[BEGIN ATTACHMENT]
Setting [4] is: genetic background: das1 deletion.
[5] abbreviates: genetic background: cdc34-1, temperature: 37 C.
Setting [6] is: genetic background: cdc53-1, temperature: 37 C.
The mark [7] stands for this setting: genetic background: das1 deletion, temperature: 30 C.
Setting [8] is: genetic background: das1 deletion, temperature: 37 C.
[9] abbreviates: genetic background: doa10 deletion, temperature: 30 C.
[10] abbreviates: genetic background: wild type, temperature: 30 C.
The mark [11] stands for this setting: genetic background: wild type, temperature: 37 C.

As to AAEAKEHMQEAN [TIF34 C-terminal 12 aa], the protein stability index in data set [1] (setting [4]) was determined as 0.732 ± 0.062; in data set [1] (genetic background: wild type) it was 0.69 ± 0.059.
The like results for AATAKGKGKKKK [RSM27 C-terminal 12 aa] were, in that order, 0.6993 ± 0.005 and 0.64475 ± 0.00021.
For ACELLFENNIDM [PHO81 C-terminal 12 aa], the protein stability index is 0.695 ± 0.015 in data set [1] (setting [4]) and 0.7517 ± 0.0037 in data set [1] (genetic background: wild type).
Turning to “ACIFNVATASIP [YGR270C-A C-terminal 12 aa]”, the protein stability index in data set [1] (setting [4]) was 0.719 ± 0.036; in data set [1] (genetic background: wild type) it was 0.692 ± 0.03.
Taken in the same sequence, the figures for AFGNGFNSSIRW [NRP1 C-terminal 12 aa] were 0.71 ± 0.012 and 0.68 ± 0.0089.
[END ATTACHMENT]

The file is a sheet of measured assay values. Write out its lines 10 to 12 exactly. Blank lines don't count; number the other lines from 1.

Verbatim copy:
The like results for AATAKGKGKKKK [RSM27 C-terminal 12 aa] were, in that order, 0.6993 ± 0.005 and 0.64475 ± 0.00021.
For ACELLFENNIDM [PHO81 C-terminal 12 aa], the protein stability index is 0.695 ± 0.015 in data set [1] (setting [4]) and 0.7517 ± 0.0037 in data set [1] (genetic background: wild type).
Turning to “ACIFNVATASIP [YGR270C-A C-terminal 12 aa]”, the protein stability index in data set [1] (setting [4]) was 0.719 ± 0.036; in data set [1] (genetic background: wild type) it was 0.692 ± 0.03.